While most of the changes that will make a difference to consumers still aren’t available yet, there’s plenty to look forward to. Shodjai stepped into his current role within the last year, and he said that we can expect more news later this year. In the coming months, for example, we’ll be hearing more about web content for smart displays. “There’ll be some moments this summer,” he added, “where we focus on a lot of the family-oriented use cases.” He also teased some news coming in the education and gaming areas — “a lot of things that people are doing while they’re at home.”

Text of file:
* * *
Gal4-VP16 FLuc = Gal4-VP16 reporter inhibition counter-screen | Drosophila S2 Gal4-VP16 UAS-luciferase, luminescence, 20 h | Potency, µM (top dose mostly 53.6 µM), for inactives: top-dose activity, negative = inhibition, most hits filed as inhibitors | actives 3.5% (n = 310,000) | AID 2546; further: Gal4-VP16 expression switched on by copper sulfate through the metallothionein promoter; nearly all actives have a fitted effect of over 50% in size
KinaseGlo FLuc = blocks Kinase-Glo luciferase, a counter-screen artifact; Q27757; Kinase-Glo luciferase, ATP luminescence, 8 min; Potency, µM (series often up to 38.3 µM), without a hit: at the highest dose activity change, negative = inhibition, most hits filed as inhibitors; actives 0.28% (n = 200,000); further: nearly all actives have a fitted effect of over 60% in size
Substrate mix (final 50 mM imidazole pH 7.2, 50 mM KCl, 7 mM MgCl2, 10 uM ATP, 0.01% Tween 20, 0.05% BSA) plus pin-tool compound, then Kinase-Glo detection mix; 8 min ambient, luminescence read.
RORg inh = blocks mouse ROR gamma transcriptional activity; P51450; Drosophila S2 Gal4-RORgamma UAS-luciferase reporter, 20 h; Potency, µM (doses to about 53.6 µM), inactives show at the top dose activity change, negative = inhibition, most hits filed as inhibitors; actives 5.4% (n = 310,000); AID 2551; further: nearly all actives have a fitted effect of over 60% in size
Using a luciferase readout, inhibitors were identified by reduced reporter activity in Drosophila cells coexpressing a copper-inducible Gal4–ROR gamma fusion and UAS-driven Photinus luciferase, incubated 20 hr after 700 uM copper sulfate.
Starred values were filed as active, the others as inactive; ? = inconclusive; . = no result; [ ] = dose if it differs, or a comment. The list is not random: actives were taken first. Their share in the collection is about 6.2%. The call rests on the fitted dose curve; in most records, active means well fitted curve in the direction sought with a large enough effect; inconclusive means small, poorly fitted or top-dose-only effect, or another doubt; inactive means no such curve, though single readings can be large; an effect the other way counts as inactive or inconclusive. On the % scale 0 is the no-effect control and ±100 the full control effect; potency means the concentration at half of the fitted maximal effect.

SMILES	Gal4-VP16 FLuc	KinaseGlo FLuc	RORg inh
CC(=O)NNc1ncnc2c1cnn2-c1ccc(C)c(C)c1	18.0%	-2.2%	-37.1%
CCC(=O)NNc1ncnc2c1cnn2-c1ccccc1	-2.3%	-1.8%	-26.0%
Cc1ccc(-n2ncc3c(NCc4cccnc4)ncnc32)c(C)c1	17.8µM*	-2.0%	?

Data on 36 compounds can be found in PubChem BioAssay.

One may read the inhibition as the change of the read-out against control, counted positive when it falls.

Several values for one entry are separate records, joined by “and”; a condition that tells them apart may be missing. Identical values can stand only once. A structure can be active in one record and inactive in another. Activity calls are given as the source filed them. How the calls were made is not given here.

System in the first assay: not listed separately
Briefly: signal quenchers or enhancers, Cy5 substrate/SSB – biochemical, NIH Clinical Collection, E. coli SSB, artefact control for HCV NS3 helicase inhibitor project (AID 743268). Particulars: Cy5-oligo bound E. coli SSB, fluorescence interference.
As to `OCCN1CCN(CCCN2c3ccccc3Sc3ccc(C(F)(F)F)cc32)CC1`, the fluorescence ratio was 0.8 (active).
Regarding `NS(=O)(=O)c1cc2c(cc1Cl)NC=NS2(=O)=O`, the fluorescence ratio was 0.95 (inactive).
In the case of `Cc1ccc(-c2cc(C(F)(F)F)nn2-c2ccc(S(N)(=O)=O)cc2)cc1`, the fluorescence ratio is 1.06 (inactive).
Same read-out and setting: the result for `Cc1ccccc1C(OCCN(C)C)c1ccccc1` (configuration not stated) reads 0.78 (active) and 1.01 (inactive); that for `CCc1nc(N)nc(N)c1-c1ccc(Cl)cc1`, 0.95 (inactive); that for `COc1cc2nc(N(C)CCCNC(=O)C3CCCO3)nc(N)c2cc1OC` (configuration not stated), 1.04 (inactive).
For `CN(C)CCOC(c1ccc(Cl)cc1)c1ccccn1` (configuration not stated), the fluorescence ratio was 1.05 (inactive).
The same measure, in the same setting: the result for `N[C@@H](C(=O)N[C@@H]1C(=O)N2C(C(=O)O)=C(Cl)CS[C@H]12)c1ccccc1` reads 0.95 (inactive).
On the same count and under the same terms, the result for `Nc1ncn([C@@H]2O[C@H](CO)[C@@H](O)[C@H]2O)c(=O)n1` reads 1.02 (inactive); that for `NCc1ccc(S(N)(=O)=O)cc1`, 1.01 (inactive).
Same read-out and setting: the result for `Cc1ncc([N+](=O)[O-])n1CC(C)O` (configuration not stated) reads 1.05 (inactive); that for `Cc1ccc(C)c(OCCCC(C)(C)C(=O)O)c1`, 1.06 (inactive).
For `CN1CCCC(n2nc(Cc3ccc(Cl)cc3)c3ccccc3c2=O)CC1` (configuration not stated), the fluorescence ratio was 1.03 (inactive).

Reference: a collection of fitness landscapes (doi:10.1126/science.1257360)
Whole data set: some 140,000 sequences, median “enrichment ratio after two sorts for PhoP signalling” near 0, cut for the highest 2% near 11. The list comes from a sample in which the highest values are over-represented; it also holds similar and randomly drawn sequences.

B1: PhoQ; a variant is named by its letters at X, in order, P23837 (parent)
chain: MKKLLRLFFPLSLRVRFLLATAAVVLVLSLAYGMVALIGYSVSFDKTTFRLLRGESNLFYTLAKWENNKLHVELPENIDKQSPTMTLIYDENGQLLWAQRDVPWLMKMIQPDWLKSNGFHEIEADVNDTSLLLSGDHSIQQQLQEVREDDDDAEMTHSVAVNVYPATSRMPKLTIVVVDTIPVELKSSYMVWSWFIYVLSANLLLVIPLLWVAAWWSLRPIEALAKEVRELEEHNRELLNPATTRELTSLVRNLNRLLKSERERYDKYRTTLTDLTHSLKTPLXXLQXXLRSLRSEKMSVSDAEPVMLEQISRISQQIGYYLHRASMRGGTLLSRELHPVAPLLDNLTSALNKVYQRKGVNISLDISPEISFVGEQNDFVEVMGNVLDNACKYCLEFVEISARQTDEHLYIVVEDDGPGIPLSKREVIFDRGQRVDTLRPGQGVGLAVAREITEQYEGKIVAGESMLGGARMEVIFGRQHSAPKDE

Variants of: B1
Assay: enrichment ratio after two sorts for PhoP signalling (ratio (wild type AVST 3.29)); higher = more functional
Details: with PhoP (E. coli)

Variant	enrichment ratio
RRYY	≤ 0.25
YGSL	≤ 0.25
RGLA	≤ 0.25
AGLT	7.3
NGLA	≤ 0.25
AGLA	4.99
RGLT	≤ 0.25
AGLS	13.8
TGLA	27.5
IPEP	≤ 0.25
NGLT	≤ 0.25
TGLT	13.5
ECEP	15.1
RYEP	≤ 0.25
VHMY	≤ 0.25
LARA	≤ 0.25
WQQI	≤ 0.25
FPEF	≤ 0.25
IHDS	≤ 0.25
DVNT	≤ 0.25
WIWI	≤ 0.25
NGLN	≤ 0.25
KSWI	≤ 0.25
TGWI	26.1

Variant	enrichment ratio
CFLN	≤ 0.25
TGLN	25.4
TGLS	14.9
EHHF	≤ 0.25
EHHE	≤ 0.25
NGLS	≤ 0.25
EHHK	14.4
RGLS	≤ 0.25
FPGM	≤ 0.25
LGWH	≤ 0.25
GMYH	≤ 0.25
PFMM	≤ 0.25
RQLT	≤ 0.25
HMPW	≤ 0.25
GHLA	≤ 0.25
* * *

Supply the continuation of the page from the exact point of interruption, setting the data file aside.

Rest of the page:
The Assistant continues to get more powerful, but not everyone knows the breadth of skills it offers. Even Shodjai didn’t know how much it could do. “As someone who just joined the team, there’s so much that the Assistant does that I didn’t know before,” he said, acknowledging that this is one of the greatest challenges he wishes to tackle. “This question of how does someone discover features and functionality, how do they continue to remember that the Assistant can do certain things for them,” he explained. It’s even trickier when you consider that the main way people interact with Assistant is by speaking. “When the primary interaction model is voice, and you're not actually tapping on apps or things on the screen, you have to remember a lot more.”